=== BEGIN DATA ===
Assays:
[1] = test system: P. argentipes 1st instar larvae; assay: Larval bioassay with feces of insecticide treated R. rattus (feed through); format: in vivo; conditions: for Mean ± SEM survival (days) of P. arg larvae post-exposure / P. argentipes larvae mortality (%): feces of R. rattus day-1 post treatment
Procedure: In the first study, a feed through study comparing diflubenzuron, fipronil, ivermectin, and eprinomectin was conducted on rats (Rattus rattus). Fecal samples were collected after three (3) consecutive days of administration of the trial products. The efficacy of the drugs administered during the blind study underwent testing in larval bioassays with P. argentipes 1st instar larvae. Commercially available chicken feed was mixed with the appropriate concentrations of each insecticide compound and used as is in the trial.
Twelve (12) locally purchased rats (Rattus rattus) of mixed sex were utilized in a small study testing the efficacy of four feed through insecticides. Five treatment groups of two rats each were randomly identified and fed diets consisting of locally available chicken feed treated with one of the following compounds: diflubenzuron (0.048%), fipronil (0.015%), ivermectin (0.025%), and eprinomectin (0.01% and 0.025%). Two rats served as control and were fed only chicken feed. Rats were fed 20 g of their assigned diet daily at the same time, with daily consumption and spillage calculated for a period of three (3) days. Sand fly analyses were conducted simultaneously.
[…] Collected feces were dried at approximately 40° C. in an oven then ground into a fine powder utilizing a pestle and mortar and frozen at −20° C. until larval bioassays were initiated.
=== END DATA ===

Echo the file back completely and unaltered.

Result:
Assays:
[1] = test system: P. argentipes 1st instar larvae; assay: Larval bioassay with feces of insecticide treated R. rattus (feed through); format: in vivo; conditions: for Mean ± SEM survival (days) of P. arg larvae post-exposure / P. argentipes larvae mortality (%): feces of R. rattus day-1 post treatment
Procedure: In the first study, a feed through study comparing diflubenzuron, fipronil, ivermectin, and eprinomectin was conducted on rats (Rattus rattus). Fecal samples were collected after three (3) consecutive days of administration of the trial products. The efficacy of the drugs administered during the blind study underwent testing in larval bioassays with P. argentipes 1st instar larvae. Commercially available chicken feed was mixed with the appropriate concentrations of each insecticide compound and used as is in the trial.
Twelve (12) locally purchased rats (Rattus rattus) of mixed sex were utilized in a small study testing the efficacy of four feed through insecticides. Five treatment groups of two rats each were randomly identified and fed diets consisting of locally available chicken feed treated with one of the following compounds: diflubenzuron (0.048%), fipronil (0.015%), ivermectin (0.025%), and eprinomectin (0.01% and 0.025%). Two rats served as control and were fed only chicken feed. Rats were fed 20 g of their assigned diet daily at the same time, with daily consumption and spillage calculated for a period of three (3) days. Sand fly analyses were conducted simultaneously.
[…] Collected feces were dried at approximately 40° C. in an oven then ground into a fine powder utilizing a pestle and mortar and frozen at −20° C. until larval bioassays were initiated.